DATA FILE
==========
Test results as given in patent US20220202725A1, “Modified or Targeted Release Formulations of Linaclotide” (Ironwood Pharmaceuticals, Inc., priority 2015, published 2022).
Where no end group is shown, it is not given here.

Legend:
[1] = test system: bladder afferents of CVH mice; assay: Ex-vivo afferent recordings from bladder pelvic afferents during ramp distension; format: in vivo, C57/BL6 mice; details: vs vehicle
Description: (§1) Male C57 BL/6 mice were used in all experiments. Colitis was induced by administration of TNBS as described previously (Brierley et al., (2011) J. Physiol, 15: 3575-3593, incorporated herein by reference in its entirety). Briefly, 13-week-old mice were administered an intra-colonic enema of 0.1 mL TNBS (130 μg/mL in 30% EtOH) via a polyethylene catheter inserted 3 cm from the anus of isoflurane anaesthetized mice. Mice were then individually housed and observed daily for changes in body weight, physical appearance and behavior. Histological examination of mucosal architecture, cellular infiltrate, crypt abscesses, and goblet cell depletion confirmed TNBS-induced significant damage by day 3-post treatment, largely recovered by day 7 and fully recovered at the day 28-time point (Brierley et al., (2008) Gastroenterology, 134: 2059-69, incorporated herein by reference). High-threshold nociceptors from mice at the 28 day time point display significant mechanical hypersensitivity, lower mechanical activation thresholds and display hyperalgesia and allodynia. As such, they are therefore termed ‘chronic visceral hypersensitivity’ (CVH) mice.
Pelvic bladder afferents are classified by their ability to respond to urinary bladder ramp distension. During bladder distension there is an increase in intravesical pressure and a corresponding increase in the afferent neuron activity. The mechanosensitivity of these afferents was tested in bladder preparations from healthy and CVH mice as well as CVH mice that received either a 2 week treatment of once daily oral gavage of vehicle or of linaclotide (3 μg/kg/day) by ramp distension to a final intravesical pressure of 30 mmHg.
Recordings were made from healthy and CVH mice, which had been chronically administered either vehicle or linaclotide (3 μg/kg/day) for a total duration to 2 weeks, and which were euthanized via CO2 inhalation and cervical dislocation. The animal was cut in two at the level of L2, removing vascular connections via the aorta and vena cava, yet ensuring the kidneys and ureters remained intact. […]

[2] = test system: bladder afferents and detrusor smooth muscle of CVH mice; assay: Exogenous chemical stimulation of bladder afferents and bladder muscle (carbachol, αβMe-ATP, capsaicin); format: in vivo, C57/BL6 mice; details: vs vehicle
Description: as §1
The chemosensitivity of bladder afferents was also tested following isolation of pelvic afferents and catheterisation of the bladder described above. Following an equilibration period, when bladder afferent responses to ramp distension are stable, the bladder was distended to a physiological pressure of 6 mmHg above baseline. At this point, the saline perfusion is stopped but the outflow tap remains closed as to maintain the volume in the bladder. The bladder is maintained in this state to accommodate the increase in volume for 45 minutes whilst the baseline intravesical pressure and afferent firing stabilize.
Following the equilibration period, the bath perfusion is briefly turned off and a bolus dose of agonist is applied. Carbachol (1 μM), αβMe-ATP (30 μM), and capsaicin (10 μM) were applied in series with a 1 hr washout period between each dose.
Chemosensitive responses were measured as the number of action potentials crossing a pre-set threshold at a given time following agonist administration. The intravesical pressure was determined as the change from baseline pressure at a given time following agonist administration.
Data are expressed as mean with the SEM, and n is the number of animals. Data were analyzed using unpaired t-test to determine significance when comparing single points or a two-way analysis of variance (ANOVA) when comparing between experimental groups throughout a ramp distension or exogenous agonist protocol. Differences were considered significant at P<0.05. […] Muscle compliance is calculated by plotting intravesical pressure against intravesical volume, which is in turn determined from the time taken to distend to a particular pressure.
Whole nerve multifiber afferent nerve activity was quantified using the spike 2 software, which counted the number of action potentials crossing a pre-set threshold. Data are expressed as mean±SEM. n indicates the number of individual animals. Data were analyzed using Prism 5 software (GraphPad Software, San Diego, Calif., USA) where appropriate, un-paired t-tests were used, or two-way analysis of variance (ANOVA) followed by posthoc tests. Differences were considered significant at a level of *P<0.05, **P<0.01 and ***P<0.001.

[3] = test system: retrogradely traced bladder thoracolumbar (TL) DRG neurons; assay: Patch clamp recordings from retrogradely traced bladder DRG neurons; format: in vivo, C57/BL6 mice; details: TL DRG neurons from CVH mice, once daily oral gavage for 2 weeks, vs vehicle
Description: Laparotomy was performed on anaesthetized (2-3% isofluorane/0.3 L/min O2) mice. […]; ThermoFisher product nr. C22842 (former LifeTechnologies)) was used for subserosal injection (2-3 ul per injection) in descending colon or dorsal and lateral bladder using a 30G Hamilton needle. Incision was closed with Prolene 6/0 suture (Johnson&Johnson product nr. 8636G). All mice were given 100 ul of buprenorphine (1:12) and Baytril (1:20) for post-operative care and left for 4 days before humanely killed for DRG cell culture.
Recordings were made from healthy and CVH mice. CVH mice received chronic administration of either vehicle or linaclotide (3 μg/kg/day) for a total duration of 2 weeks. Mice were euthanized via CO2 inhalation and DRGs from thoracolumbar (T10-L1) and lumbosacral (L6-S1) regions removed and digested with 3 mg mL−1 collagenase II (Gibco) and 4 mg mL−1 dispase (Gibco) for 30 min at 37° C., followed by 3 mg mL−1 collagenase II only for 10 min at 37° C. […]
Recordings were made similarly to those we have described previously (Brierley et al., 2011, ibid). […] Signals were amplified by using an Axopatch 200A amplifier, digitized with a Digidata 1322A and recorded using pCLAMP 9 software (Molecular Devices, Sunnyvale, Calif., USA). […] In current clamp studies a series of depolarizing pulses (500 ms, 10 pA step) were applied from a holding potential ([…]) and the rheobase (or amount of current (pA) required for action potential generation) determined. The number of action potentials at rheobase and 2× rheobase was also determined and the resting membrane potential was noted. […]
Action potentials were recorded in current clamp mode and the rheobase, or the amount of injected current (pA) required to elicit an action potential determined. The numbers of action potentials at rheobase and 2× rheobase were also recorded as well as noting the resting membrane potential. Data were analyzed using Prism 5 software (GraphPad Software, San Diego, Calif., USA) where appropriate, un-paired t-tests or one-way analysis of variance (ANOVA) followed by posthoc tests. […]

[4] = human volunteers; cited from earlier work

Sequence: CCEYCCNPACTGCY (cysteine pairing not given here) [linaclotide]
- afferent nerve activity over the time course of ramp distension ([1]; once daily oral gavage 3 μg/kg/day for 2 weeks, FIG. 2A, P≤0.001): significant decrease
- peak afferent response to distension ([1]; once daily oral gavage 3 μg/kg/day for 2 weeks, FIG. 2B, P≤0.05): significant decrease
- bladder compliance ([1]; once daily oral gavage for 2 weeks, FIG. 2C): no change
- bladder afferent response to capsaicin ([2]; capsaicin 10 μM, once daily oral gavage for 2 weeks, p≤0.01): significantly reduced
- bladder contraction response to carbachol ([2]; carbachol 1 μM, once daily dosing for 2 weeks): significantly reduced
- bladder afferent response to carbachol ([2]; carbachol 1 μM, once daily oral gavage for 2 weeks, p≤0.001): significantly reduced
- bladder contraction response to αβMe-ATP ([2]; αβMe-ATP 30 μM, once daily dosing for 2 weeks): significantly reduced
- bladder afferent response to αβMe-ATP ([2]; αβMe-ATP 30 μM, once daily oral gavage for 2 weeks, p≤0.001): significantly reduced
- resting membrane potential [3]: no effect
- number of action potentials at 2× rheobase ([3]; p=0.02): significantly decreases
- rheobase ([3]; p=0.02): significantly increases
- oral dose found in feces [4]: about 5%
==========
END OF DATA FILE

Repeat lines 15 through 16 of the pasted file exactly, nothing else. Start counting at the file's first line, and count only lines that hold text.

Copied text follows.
[3] = test system: retrogradely traced bladder thoracolumbar (TL) DRG neurons; assay: Patch clamp recordings from retrogradely traced bladder DRG neurons; format: in vivo, C57/BL6 mice; details: TL DRG neurons from CVH mice, once daily oral gavage for 2 weeks, vs vehicle
Description: Laparotomy was performed on anaesthetized (2-3% isofluorane/0.3 L/min O2) mice. […]; ThermoFisher product nr. C22842 (former LifeTechnologies)) was used for subserosal injection (2-3 ul per injection) in descending colon or dorsal and lateral bladder using a 30G Hamilton needle. Incision was closed with Prolene 6/0 suture (Johnson&Johnson product nr. 8636G). All mice were given 100 ul of buprenorphine (1:12) and Baytril (1:20) for post-operative care and left for 4 days before humanely killed for DRG cell culture.